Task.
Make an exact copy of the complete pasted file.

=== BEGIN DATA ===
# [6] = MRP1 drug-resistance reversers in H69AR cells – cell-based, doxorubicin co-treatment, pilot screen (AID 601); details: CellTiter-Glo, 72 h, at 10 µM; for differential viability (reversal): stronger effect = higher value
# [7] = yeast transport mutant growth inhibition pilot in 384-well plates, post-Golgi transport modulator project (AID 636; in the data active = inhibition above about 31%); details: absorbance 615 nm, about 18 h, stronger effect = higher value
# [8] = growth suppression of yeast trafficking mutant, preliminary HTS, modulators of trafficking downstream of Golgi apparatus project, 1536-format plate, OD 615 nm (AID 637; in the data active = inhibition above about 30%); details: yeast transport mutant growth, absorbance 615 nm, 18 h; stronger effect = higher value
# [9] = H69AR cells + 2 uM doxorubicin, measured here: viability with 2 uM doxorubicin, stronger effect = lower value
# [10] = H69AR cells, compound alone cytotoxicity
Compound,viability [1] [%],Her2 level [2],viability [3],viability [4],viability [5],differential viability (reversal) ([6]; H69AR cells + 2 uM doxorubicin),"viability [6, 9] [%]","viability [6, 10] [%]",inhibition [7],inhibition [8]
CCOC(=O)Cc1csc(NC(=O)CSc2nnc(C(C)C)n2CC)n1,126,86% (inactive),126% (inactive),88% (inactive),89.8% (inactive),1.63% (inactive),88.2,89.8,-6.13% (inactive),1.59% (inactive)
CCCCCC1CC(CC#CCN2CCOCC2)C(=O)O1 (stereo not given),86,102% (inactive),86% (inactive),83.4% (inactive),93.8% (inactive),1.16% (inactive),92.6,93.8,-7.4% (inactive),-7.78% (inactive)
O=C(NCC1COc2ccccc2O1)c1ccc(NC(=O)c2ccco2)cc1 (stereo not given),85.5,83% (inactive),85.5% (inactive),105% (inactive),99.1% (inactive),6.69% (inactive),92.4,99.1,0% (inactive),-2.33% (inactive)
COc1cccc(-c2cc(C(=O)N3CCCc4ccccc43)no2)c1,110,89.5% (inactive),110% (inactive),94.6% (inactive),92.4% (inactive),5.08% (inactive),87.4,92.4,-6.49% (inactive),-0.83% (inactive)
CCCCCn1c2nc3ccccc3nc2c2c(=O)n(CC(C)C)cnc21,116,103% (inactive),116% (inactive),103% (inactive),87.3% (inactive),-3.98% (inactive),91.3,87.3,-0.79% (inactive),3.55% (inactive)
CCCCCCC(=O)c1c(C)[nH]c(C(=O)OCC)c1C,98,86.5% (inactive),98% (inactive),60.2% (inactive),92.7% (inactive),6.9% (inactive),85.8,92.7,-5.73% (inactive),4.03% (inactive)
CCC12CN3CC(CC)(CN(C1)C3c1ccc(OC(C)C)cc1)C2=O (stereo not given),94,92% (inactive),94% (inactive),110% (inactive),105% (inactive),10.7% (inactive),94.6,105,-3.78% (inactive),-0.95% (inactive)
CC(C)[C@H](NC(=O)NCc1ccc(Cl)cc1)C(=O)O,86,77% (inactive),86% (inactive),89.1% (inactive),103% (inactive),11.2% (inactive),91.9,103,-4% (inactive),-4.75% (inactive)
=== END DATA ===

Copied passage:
# [6] = MRP1 drug-resistance reversers in H69AR cells – cell-based, doxorubicin co-treatment, pilot screen (AID 601); details: CellTiter-Glo, 72 h, at 10 µM; for differential viability (reversal): stronger effect = higher value
# [7] = yeast transport mutant growth inhibition pilot in 384-well plates, post-Golgi transport modulator project (AID 636; in the data active = inhibition above about 31%); details: absorbance 615 nm, about 18 h, stronger effect = higher value
# [8] = growth suppression of yeast trafficking mutant, preliminary HTS, modulators of trafficking downstream of Golgi apparatus project, 1536-format plate, OD 615 nm (AID 637; in the data active = inhibition above about 30%); details: yeast transport mutant growth, absorbance 615 nm, 18 h; stronger effect = higher value
# [9] = H69AR cells + 2 uM doxorubicin, measured here: viability with 2 uM doxorubicin, stronger effect = lower value
# [10] = H69AR cells, compound alone cytotoxicity
Compound,viability [1] [%],Her2 level [2],viability [3],viability [4],viability [5],differential viability (reversal) ([6]; H69AR cells + 2 uM doxorubicin),"viability [6, 9] [%]","viability [6, 10] [%]",inhibition [7],inhibition [8]
CCOC(=O)Cc1csc(NC(=O)CSc2nnc(C(C)C)n2CC)n1,126,86% (inactive),126% (inactive),88% (inactive),89.8% (inactive),1.63% (inactive),88.2,89.8,-6.13% (inactive),1.59% (inactive)
CCCCCC1CC(CC#CCN2CCOCC2)C(=O)O1 (stereo not given),86,102% (inactive),86% (inactive),83.4% (inactive),93.8% (inactive),1.16% (inactive),92.6,93.8,-7.4% (inactive),-7.78% (inactive)
O=C(NCC1COc2ccccc2O1)c1ccc(NC(=O)c2ccco2)cc1 (stereo not given),85.5,83% (inactive),85.5% (inactive),105% (inactive),99.1% (inactive),6.69% (inactive),92.4,99.1,0% (inactive),-2.33% (inactive)
COc1cccc(-c2cc(C(=O)N3CCCc4ccccc43)no2)c1,110,89.5% (inactive),110% (inactive),94.6% (inactive),92.4% (inactive),5.08% (inactive),87.4,92.4,-6.49% (inactive),-0.83% (inactive)
CCCCCn1c2nc3ccccc3nc2c2c(=O)n(CC(C)C)cnc21,116,103% (inactive),116% (inactive),103% (inactive),87.3% (inactive),-3.98% (inactive),91.3,87.3,-0.79% (inactive),3.55% (inactive)
CCCCCCC(=O)c1c(C)[nH]c(C(=O)OCC)c1C,98,86.5% (inactive),98% (inactive),60.2% (inactive),92.7% (inactive),6.9% (inactive),85.8,92.7,-5.73% (inactive),4.03% (inactive)
CCC12CN3CC(CC)(CN(C1)C3c1ccc(OC(C)C)cc1)C2=O (stereo not given),94,92% (inactive),94% (inactive),110% (inactive),105% (inactive),10.7% (inactive),94.6,105,-3.78% (inactive),-0.95% (inactive)
CC(C)[C@H](NC(=O)NCc1ccc(Cl)cc1)C(=O)O,86,77% (inactive),86% (inactive),89.1% (inactive),103% (inactive),11.2% (inactive),91.9,103,-4% (inactive),-4.75% (inactive)